Palm Sunday was the day that Jesus arrived in Jerusalem. It’s said that the people who came out to greet him on that day threw palm branches on the road, which led to the tradition of Anglican and Roman Catholic churches distributing miniature crosses made of palm leaves among the people – a tradition which continues to this day.
Maundy Thursday was the day on which Jesus had his Last Supper – a Passover meal that he shared with his disciples, and which included wine and bread. Good Friday was the day on which Jesus was crucified to death and it is a day of mourning. Easter Sunday is the main day of the festival, and this was the day when God resurrected Jesus from his death.
Many Christians observe Easter Sunday by attending church and then enjoying a festive dinner with family and friends. Traditions also include colouring hard-boiled eggs and hiding plastic ones filled with candy or surprises for an Easter egg hunt.
Passover is a Jewish festival that commemorates the liberation and exodus of the children of Israel, by Moses, from the slavery and domination of the Pharaohs in Egypt. It is celebrated for seven to eight days, beginning this year on Friday, April 15th.
Passover gets its name from an ancient story: Moses visited Pharaoh time after time, trying to persuade him to release the Israeli natives. However, Pharaoh did not relent. So, eventually, Moses warned the Pharaoh about the horrible plagues that God would hurl at Egypt, if he continued to refuse to release the Israelites. God also told Moses that the Israelites should mark their doorposts with lamb’s blood to protect them from these plagues, when God “passed over” their homes – hence the origins of the name. This caused the Pharaoh to finally relent and let the Israelites go.
Many Jewish people celebrate Passover with a meal where families and friends of the family will read scripture while drinking four glasses of wine and eating foods that represent the exodus from slavery. They will also abstain from eating all leavened bread for about a week, and eat matzo – a thin, unleavened cracker – instead.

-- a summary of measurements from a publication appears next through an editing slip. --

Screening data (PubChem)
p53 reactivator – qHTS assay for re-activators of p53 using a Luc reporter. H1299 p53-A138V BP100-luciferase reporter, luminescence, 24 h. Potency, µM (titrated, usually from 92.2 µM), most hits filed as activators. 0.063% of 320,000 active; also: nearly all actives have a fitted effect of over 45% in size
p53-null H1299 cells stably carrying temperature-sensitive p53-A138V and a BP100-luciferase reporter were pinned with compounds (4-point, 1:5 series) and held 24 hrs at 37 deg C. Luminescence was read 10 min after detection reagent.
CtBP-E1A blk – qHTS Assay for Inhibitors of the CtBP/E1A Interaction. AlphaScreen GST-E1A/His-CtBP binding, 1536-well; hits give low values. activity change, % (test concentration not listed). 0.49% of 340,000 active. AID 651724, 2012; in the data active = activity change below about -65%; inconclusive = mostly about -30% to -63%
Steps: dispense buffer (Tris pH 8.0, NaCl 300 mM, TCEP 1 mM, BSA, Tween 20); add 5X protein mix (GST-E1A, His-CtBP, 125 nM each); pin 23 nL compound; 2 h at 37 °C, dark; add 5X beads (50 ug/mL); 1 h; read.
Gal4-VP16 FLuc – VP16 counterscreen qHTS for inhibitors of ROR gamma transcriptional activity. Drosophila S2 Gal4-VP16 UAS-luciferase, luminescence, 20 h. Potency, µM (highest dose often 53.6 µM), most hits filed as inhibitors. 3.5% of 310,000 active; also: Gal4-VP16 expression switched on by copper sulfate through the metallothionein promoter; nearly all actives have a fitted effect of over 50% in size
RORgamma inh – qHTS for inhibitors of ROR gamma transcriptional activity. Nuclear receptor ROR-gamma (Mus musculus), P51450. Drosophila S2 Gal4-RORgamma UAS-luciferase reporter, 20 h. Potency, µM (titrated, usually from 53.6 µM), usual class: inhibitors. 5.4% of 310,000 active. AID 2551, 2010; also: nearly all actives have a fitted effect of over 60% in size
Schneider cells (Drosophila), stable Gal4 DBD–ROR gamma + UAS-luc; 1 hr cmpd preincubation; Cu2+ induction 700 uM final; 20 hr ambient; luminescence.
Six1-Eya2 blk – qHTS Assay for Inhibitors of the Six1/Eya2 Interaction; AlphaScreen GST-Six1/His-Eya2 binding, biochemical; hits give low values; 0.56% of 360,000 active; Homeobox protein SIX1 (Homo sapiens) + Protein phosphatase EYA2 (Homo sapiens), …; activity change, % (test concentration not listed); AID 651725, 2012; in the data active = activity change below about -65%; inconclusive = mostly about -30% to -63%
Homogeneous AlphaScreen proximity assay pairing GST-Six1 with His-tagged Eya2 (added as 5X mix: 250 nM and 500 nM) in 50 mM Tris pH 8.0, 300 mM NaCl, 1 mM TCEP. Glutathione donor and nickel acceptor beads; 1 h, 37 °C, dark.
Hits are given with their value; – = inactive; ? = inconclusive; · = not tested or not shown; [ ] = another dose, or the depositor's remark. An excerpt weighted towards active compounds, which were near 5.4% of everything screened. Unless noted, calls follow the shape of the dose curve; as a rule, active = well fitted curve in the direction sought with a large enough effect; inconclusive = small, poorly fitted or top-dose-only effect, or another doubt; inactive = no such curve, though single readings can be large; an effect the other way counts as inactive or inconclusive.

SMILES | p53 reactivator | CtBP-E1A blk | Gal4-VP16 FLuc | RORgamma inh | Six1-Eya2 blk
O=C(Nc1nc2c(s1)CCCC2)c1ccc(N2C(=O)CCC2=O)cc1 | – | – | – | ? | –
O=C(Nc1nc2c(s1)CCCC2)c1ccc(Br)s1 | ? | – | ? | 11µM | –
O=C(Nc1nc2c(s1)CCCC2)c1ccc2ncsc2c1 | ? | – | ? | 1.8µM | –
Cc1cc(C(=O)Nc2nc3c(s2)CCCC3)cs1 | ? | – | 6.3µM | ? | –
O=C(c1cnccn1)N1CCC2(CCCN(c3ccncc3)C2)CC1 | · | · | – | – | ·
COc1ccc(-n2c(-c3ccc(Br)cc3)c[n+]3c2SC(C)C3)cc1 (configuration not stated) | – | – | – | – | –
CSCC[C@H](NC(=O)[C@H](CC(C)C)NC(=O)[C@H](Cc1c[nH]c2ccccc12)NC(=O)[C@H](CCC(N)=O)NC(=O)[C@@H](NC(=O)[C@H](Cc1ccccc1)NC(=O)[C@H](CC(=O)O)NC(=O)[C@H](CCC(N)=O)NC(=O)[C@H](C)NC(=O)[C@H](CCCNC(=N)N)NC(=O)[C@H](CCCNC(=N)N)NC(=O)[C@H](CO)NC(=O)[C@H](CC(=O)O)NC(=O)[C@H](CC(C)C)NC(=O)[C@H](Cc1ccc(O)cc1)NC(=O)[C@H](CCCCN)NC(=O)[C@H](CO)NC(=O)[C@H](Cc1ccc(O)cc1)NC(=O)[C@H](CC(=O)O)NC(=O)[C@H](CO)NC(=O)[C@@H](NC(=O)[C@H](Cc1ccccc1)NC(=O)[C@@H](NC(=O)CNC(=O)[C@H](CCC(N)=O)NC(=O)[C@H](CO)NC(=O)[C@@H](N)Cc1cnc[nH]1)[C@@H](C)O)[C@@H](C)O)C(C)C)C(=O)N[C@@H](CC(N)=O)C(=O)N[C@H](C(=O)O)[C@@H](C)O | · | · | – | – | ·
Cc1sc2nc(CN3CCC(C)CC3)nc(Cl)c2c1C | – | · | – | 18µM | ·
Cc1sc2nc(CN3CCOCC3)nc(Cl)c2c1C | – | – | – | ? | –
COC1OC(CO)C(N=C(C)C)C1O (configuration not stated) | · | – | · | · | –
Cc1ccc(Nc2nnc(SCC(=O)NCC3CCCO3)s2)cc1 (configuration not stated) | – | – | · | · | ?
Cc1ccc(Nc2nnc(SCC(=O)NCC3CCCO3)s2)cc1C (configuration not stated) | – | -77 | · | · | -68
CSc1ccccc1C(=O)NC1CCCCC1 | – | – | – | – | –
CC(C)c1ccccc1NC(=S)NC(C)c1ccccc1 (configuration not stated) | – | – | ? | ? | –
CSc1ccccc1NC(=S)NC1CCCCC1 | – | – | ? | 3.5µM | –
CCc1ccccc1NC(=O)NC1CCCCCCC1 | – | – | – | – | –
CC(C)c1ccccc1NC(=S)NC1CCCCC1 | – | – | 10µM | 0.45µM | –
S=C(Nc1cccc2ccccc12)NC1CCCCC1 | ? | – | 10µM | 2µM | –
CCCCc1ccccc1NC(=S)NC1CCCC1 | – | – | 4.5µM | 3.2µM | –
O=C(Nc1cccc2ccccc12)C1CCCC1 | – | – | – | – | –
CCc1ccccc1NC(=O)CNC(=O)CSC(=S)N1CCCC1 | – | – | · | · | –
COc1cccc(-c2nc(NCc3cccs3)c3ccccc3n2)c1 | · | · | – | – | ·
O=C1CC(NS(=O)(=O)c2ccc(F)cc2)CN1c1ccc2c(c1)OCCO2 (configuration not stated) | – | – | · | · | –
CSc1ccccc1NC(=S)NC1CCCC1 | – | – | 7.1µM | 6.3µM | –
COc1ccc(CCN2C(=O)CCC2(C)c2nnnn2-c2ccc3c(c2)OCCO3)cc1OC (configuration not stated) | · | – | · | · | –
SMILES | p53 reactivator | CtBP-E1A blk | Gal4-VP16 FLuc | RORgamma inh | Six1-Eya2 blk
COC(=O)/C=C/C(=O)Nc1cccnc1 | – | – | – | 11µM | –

Jewish people gather to celebrate freedom, whereas Christians gather to celebrate a miracle. Both holidays involve special, celebratory dinners where families gather with loved ones and enjoy delicious feasts.
These feasts both include sweet foods, which represent the holidays. In Christianity, sweets and candies were traditionally eaten to celebrate Jesus’ resurrection, while in Judaism, sweet foods represent the mortar from the bricks used to build Pharaoh’s temple.
Both Easter and Passover also use eggs as traditional symbols. In Christianity, eggs symbolize Jesus’ tomb and when painted with bright colours, they represent the resurrection, while in Judaism, eggs celebrate rebirth.
So while Easter and Passover are different holidays, they share many similarities as well.
If you celebrate Easter or Passover, we hope that you and your family have lovely festivities! Will you be celebrating? Connect with BAZIS , our Toronto real estate development company on social media (Facebook, Twitter or Instagram) and let us know!
March Break is here, and it’s a great time to enjoy some family-friendly fun in and around Toronto. We’ve rounded up over a dozen of the best activities and events taking place in the city next week so you can get out of the house and make the most of the week off – from free family activities to live theatre, movies, festivals and more! Happy March Break!
SpringFestTO, Markham Fair Grounds, March 12-20, 2022
SpringFest is an indoor fun park with the latest in children’s entertainment, games and activities. The park has entertainment to thrill the whole family, with mechanical and inflatable rides, an all-new dinosaur exhibit, food vendors, arts and crafts, a petting zoo, and daily performances by The Dance Party Crew, Doo Doo the International Clown, The Birds of Prey and Trulee Odd.
Maple Syrup Festival, Kortright Centre, March 12-April 10, 2022
The Maple Syrup Festival is back after a two-year hiatus due to the COVID-19 pandemic. Learn how maple syrup is made, try a tasting of different grades and types of syrup, go on a horse wagon ride, enjoy fresh, hot pancakes with pure maple syrup, and have taffy on snow! There’s nothing like a visit to the Maple Syrup Festival to kick off the spring season.
St. Patrick’s Day Parade, Toronto (Bloor St. & St. George St.), March 20, 2022
The St. Patty’s Day Parade is a fun way to celebrate Irish culture, history, and heritage, but this Toronto event has also grown to include a number of diverse community and non-profit groups over the years. Enjoy the fanfare, excitement, and live music in downtown Toronto.
Toronto Comicon, Metro Convention Centre, March 18-20, 2022
Celebrate all things pop culture at the Toronto Comicon! If you or your kids are fans of comics, sci-fi, horror, cosplay, anime, or gaming, you’ll love this 3-day extravaganza in downtown Toronto. Comicon is a family-friendly event with all kinds of special programming, including a costume contest, celebrity photo ops, the opportunity to meet your favourite superheroes and voice actors, sketch duels, panels and workshops, and lots more.